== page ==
On Tuesday last week, Kuo Way (郭位), president of City University of Hong Kong, made a presentation on nuclear power at the Presidential Office in Taipei, during which President Ma Ying-jeou (馬英九) asked about global trends. Kuo was an almost permanent fixture in the media during the Fukushima Dai-ichi nuclear crisis, speaking in his capacity as an expert on nuclear safety about the crisis at the Fukushima plant itself and of the implications for the Daya Bay Nuclear Power Plant in Guangdong, China, and refuting claims that eating salt could protect humans against radiation.
Kuo, a Tsing Hua University graduate with a background in nuclear engineering, spoke of the need to be careful over the impact of violent unrest on the future of nuclear power stations in Taiwan, and — particularly risible — the danger posed by a lack of understanding about nuclear power plants and nuclear safety, and the many serious misconceptions that these lead to, threatening to cause social unrest. He said that it was therefore extremely important to devise effective and persuasive arguments to address these misconceptions, and asked what might be the best way forward.
Kuo is a great advocate of nuclear power. When Ma asked him about global trends in nuclear power, everybody already knew what his answer would be, even before Ma had lowered the microphone. There are as many opinions and perspectives on whether we should develop nuclear power as there are people giving them, so he has the right to express his own beliefs. Nevertheless, if he were trying to promote nuclear power while feigning neutrality, one wonders whether he is protecting certain energy interests.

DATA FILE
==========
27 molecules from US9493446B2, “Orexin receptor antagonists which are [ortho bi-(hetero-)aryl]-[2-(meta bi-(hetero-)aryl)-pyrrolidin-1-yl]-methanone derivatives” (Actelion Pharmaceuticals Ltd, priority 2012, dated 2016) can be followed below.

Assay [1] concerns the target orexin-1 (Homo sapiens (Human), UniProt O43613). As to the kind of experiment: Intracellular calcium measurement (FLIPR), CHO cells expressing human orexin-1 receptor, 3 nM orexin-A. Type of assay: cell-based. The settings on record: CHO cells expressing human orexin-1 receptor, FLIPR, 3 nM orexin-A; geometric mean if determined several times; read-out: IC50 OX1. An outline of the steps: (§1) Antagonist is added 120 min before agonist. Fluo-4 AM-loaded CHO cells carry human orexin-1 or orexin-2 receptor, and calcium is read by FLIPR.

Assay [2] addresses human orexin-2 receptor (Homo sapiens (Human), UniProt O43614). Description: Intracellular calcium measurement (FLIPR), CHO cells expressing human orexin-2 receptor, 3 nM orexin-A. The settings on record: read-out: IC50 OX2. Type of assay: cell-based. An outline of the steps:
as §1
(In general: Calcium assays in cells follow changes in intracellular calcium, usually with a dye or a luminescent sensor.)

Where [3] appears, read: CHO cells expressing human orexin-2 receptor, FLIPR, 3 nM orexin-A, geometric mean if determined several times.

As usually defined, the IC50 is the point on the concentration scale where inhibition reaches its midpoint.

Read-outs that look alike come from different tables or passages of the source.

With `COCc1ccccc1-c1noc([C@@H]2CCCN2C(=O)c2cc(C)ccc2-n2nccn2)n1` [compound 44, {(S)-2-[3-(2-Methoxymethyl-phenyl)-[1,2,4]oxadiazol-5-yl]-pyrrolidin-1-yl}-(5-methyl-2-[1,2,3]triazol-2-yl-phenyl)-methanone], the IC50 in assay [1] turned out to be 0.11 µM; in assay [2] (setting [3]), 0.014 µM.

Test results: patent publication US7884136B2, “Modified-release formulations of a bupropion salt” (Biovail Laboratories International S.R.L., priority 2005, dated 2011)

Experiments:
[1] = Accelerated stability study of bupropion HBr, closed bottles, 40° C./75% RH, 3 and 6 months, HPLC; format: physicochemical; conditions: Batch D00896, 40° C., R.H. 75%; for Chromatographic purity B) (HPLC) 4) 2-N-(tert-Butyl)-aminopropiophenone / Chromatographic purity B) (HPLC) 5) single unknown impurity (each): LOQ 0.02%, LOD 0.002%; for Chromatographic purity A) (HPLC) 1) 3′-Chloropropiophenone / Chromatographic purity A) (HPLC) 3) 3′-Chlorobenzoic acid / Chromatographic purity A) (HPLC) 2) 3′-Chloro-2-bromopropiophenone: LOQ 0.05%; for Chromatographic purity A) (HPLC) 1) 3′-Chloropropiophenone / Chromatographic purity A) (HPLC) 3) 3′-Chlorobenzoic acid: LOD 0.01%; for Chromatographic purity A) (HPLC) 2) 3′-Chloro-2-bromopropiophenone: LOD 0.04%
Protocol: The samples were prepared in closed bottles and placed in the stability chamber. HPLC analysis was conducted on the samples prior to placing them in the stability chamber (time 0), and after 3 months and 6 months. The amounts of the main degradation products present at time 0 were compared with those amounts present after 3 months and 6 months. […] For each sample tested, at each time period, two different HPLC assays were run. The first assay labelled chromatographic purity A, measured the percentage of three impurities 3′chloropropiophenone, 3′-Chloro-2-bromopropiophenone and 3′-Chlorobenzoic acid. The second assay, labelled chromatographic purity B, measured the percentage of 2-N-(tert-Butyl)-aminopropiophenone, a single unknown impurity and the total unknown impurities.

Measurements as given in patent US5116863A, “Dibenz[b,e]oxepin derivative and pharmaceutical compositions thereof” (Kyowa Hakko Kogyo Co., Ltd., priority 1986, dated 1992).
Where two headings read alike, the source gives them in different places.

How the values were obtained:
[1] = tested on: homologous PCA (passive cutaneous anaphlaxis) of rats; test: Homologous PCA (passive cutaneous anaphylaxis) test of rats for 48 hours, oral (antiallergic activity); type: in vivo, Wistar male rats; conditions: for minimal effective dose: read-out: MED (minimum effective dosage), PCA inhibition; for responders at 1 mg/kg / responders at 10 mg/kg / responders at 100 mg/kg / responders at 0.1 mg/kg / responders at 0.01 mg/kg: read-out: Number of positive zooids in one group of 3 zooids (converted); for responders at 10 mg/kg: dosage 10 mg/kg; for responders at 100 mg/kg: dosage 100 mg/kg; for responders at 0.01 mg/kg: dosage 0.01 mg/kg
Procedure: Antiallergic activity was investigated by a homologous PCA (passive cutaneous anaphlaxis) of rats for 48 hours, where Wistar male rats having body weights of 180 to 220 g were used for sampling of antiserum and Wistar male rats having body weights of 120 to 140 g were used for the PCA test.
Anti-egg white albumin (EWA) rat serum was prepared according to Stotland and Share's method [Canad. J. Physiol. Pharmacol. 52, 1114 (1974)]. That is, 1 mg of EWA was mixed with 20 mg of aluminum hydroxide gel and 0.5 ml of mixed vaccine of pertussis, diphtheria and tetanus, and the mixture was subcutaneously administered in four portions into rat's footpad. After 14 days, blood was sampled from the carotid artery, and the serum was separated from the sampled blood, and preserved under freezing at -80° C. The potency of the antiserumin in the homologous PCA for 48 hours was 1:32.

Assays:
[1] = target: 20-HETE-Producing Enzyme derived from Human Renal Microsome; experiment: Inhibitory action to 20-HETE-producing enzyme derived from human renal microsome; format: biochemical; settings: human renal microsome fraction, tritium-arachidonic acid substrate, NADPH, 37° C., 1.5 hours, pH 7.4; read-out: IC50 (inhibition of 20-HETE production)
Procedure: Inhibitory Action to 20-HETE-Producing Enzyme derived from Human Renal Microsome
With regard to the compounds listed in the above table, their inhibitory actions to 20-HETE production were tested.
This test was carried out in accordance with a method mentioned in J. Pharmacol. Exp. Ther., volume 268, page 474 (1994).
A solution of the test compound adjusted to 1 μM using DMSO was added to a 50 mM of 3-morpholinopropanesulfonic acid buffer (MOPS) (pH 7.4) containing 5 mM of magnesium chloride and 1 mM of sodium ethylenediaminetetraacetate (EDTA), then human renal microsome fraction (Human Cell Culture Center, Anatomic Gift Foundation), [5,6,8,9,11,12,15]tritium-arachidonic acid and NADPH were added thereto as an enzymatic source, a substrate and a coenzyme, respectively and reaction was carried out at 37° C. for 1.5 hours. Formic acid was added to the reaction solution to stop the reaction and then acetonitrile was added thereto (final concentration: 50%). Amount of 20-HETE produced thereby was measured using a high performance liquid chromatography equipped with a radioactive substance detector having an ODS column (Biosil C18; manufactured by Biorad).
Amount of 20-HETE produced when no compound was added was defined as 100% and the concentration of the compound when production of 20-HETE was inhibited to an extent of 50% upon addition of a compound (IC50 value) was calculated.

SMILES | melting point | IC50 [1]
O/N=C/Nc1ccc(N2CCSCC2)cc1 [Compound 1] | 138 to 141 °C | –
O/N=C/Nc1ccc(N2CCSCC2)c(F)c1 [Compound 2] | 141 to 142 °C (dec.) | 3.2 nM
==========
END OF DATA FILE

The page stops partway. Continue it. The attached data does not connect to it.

According to the World Nuclear Industry Status Report 2010 co-authored by Mycle Schneider, who visited Taiwan last year, the percentage of global power provided by nuclear power stations peaked in 1993, when it stood at 17 percent, after which it has steadily declined.
In 2011, it represented only 11 percent. The overall output of nuclear energy globally reached its highest point in 2006, when it stood at 2,660 terawatt hours (Twh, equivalent to 1 billion kilowatts, kWh), falling to 2,518 Twh in 2011. The vast majority of countries producing nuclear power have already passed their peak in terms of the construction of nuclear power plants.
Even before the Fukushima Dai-ichi disaster, the global nuclear power industry had already hit a wall, due to all the uncertainty surrounding it, and this saw a corresponding and gradual rise in the development of renewable energy sources.
While soliciting the advice of authorities undoubtedly contributes to the debate, when such expert opinion has long been monopolized by those in power, it is also important to continue to bring in differing expert opinions. The meeting in the Presidential Office added little to the public debate. The message the office wanted to pass on to the public was loud and clear: Nuclear power is the way forward, it is the policy the government needs to take.
When Ma goes from saying, as he did almost exactly a year ago at a press conference, “We felt that no one was against [nuclear power] at the time,” to saying the public is just in a blind panic over the issue and that the government needs to be more persuasive, he is treating the public like children, and insulting its intelligence.